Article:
Task Assignment in Amara: Prototype FCFS (First Come First Served)

Task Assignment in Amara: Prototype FCFS (First Come First Served)

One of the case studies of P2P Models is Amara On Demand (AoD), a pay-on-demand subtitling and translation service that is part of the Participatory Culture Foundation’s Amara project. Professional linguists and translators working at AoD are paid for their work, unlike Amara, where the work is voluntary.  This work consists of subtitling, translation, transcription and analysis of videos or text files. 

The system for assigning tasks to linguists in AoD follows the First Come, First Served (FCFS) policy. This system emulates a line of people where the first person to arrive is the first person to be served to take a task. This arrangement usually results in people interested in doing a job constantly consulting the system waiting for new tasks to appear so that they can take them first. In the months in which we have investigated the ways in which Amara on Demand works, and thanks to the research and analysis carried out within our project, this process of assigning tasks has been identified as a possible point of intervention where blockchain technology could be used, since workloads are inconsistent and cause a sort of competition among linguists to have tasks assigned to them. 

first-come-first-serve

Our aim is to approach this intervention point gradually and iteratively, through the design and development of prototypes that implement different models of assigning tasks and value, using blockchain technologies that can improve the workflow and general wellbeing of the community. Each iteration of development is accompanied by a “testing” phase where we present the prototype to a pilot group of linguists to collect data related to how they interact with the system to obtain and refine the software requirements.

This first prototype consists of a simple decentralized app (dApp) that emulates the current FCFS assignment logic of tasks with the slight difference that the assignments are stored in the blockchain.  With this prototype we do not seek to improve the original system but to incorporate the blockchain technology in a non-intrusive way and to provide linguists with an introduction to the technology, so that they become familiar with its key elements, for example: wallets, private or public keys, crypto-currencies and transactions, among others.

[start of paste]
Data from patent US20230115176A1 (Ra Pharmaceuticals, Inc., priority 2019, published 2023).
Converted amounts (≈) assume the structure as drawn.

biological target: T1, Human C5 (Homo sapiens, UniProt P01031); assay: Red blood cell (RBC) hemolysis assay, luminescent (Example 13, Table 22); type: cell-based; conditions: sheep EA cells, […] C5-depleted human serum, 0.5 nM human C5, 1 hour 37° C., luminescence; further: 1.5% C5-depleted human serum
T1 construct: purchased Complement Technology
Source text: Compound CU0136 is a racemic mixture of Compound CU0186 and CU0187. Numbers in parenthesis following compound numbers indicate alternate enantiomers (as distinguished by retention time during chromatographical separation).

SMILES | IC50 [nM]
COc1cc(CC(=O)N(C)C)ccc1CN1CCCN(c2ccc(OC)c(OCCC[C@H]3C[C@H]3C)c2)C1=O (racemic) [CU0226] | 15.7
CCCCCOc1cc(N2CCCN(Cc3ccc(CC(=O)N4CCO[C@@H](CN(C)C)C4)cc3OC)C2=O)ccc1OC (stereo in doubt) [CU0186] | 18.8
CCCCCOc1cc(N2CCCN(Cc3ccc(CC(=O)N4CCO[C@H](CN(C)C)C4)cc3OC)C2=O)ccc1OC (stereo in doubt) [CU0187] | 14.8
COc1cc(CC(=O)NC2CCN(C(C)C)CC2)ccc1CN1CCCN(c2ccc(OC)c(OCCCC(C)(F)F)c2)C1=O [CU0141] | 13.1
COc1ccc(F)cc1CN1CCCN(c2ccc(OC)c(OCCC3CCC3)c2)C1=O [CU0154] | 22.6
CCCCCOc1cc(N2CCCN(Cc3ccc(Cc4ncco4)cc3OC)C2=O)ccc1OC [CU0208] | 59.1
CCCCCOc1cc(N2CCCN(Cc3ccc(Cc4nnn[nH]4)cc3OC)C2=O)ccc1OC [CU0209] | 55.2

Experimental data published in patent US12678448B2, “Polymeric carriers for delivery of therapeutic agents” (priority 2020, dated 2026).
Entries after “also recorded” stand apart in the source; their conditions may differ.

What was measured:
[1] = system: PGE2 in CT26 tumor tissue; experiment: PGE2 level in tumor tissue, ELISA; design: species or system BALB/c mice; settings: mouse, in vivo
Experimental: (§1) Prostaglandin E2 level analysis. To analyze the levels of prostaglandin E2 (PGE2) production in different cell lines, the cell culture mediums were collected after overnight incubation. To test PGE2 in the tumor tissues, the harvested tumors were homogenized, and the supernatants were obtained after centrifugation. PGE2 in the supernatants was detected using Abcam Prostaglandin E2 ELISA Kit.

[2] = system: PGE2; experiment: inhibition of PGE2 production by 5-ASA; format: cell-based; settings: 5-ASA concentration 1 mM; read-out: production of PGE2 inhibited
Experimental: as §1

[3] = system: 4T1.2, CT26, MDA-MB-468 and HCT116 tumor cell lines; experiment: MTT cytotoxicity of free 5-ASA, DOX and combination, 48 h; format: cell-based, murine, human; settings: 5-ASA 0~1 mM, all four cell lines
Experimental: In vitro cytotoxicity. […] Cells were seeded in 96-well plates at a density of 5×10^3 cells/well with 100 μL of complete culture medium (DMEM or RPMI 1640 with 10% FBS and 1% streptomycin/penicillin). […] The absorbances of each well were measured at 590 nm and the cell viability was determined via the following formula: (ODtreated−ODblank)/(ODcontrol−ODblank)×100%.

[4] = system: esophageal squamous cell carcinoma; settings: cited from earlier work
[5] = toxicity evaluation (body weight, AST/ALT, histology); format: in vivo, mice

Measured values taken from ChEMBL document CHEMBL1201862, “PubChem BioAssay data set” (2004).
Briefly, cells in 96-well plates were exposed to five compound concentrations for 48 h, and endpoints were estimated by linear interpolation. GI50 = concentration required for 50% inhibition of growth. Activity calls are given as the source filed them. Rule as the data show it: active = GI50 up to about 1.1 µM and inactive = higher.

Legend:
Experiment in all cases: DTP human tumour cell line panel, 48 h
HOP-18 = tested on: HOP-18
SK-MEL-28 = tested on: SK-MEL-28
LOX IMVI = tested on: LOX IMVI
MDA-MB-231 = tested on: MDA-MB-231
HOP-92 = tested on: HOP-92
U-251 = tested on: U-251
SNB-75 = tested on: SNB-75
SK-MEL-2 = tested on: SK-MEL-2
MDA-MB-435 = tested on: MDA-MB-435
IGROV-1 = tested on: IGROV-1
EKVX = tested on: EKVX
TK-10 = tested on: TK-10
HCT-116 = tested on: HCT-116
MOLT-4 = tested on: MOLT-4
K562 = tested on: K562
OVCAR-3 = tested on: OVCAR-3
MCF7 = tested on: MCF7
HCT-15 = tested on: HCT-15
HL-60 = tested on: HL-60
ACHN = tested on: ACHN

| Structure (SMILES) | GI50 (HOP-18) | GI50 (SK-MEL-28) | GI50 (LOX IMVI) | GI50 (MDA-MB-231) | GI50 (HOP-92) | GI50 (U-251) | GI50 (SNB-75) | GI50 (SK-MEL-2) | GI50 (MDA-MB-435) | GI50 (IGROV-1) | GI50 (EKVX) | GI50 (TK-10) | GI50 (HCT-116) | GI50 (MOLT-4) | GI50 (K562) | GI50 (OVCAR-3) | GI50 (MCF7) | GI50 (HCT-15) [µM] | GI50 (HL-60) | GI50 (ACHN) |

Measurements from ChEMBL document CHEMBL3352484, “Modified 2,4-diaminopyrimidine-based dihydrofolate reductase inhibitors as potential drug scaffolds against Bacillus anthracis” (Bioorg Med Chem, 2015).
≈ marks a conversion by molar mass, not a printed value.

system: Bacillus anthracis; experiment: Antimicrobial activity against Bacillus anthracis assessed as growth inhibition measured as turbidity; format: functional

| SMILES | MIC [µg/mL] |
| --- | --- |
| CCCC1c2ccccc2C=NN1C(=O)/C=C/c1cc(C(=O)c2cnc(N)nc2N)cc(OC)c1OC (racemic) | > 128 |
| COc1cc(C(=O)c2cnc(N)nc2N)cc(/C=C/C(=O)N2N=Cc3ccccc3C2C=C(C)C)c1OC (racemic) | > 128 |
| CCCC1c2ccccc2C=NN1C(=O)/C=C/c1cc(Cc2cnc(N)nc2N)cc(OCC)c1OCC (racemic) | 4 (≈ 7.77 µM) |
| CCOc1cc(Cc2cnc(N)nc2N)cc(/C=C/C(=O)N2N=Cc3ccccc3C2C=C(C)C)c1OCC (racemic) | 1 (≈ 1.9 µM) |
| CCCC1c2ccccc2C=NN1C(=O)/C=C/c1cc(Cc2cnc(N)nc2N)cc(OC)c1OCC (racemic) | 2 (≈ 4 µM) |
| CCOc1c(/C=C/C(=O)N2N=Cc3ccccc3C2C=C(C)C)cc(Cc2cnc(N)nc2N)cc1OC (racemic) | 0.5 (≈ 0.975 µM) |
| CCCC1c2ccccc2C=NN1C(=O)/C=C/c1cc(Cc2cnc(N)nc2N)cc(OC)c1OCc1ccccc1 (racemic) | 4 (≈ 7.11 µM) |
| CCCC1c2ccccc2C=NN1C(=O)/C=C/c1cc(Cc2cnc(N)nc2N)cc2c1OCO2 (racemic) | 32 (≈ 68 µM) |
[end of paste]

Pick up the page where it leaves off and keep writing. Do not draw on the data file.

With this prototype we do not seek to improve the original system but to incorporate the blockchain technology in a non-intrusive way and to provide linguists with an introduction to the technology, so that they become familiar with its key elements

If you want to see the code behind the prototype, you can visit the project’s repository on Github. Below, we explain in depth the details of the prototype.

In the next section we describe the architecture that our prototype will have.  

Task Assignment in Amara

The prototype will consist of a web application that will communicate with a server that acts as a proxy API in order to connect to the Amara API and obtain the translation or transcription tasks. We will use this proxy to avoid the CORS problems that would arise if we connected directly to the Amara API.

As we need a key associated with an Amara user account in order to access Amara’s API, we will create a series of demo accounts that we will store in a database to which our API proxy will have access. Finally, we will make use of a smart contract located in the blockchain to which our web application will be connected where we will store the tasks that have been assigned to users.

Technology Stack

In this section the  set of technologies that have been used to develop the prototype are outlined: